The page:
AAS 207th Meeting, 8-12 January 2006
Session 188 Galaxy Anatomy: from Bars to Halos
Poster, Thursday, 9:20am-4:00pm, January 11, 2006, Exhibit Hall

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[188.01] The Near-Infrared S0 Survey: A Study of Bar Strengths in Early-Type Galaxies

R. J. Buta (U. Alabama), E. Laurikainen, H. Salo (U. Oulu), D. L. Block (U. Witwatersrand), J. H. Knapen (U. Hertfordshire)

The Near-Infrared S0 Survey (NIRS0S; Laurikainen, Salo, and Buta 2005, MNRAS, 362, 1319) is an attempt to obtain a statistically well-defined database of images of S0s from which the properties of S0 bars may be fairly compared to those of spirals. The main goal of the survey is to provide information on the the distribution of bar strengths in S0 galaxies, derived using a recently developed gravitational torque indicator (Buta and Block 2001, ApJ, 550, 243; Laurikainen et al. 2004, MNRAS, 355, 1251). S0 bars, and their strengths, have not been studied in much detail before, even though these bars contain important `fossilized' information about the evolutionary history of S0 galaxies, particularly about the evolutionary connection, if any, between spirals and S0s. Previous studies have focussed more on basic properties of S0s, such as thick and thin disks, bulge-to-disk ratios, luminosities, star formation history, gas content, and environment.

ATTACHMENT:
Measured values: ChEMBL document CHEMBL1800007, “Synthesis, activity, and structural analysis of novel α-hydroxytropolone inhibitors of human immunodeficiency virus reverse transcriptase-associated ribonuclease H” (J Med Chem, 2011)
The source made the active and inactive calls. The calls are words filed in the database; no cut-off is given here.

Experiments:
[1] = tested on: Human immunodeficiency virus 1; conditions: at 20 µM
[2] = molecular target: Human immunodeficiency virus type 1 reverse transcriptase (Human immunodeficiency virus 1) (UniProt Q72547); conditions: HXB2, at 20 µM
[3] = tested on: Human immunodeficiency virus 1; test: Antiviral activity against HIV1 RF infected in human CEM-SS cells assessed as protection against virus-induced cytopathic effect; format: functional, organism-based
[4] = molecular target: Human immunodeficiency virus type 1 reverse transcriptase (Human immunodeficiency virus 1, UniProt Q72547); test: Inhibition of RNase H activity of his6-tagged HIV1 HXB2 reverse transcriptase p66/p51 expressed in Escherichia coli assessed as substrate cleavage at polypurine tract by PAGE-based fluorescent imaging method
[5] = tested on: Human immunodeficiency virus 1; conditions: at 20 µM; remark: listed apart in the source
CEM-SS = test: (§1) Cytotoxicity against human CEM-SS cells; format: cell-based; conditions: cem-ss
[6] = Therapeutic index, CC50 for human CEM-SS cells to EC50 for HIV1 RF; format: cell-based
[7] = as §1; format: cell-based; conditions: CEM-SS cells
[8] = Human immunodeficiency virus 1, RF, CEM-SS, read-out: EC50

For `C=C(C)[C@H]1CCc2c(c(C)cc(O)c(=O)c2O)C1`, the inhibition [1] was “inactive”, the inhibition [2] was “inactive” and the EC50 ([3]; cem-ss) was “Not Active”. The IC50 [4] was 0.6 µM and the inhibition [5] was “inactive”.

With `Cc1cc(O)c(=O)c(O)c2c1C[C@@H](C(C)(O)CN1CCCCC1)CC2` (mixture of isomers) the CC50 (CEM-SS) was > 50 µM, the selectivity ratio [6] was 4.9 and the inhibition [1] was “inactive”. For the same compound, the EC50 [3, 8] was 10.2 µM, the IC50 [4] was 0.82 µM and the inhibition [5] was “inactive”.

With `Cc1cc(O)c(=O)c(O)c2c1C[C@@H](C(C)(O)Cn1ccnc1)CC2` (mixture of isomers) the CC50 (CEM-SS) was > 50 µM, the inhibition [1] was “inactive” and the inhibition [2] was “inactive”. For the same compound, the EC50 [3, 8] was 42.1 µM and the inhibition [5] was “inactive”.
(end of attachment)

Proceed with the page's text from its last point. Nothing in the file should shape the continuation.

The Ohio State University Bright Galaxy Survey (Eskridge et al. 2002, ApJS, 143, 73) provides a valuable dataset for studying the properties of spiral galaxies, and has been used to show that the distribution of bar strengths in spirals is an approximately exponentially declining function of bar strength (Buta et al. 2005, AJ, 130, 506). The questions we ask are: (1) how strong do S0 bars get compared to spiral bars? (2) how does the distribution of bar strengths in S0 galaxies compare with that for spirals? and (3) what characterizes the morphology of bars in S0 galaxies?

In this paper, we describe the rationale for the survey, its status, and present results of 2D bulge/disk/bar decompositions and of detailed analysis of the relative Fourier intensity amplitudes that characterize early-type galaxy bars. Our main findings are that, when bars are fitted simultaneously with bulges and disks, bulge-to-total luminosity ratios of S0s at 2.2 \mum come out much less (0.24 vs. 0.6) than previously thought, and that relative Fourier intensity profiles, Im/Io (m=integer) versus radius, of bars may be described by one or more gaussian components. We also confirm the approximate validity of the symmetry assumption of Im/I0 profiles when used in bar-spiral separation analyses (Buta, Block, and Knapen 2003, AJ, 126, 1148).

This work was supported by NSF Grants AST-0205143 and AST-0507140 to the University of Alabama. Funding for the OSU Bright Galaxy Survey was provided by NSF grants AST-9217716 and AST-9617006, with additional funding from the Ohio State University.

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